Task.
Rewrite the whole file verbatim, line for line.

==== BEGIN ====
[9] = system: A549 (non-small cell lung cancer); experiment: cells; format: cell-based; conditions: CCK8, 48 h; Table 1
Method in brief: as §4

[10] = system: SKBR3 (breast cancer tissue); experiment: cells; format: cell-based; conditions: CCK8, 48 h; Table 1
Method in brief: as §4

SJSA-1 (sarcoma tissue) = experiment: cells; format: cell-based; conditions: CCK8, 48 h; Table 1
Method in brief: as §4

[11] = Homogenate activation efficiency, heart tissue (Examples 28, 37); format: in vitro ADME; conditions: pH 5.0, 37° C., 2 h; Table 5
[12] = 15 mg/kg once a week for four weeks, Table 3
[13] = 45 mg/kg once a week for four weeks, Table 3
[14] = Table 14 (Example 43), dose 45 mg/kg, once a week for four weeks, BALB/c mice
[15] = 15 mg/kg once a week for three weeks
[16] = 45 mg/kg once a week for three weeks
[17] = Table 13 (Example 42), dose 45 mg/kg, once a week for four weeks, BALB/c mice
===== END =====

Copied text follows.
[9] = system: A549 (non-small cell lung cancer); experiment: cells; format: cell-based; conditions: CCK8, 48 h; Table 1
Method in brief: as §4

[10] = system: SKBR3 (breast cancer tissue); experiment: cells; format: cell-based; conditions: CCK8, 48 h; Table 1
Method in brief: as §4

SJSA-1 (sarcoma tissue) = experiment: cells; format: cell-based; conditions: CCK8, 48 h; Table 1
Method in brief: as §4

[11] = Homogenate activation efficiency, heart tissue (Examples 28, 37); format: in vitro ADME; conditions: pH 5.0, 37° C., 2 h; Table 5
[12] = 15 mg/kg once a week for four weeks, Table 3
[13] = 45 mg/kg once a week for four weeks, Table 3
[14] = Table 14 (Example 43), dose 45 mg/kg, once a week for four weeks, BALB/c mice
[15] = 15 mg/kg once a week for three weeks
[16] = 45 mg/kg once a week for three weeks
[17] = Table 13 (Example 42), dose 45 mg/kg, once a week for four weeks, BALB/c mice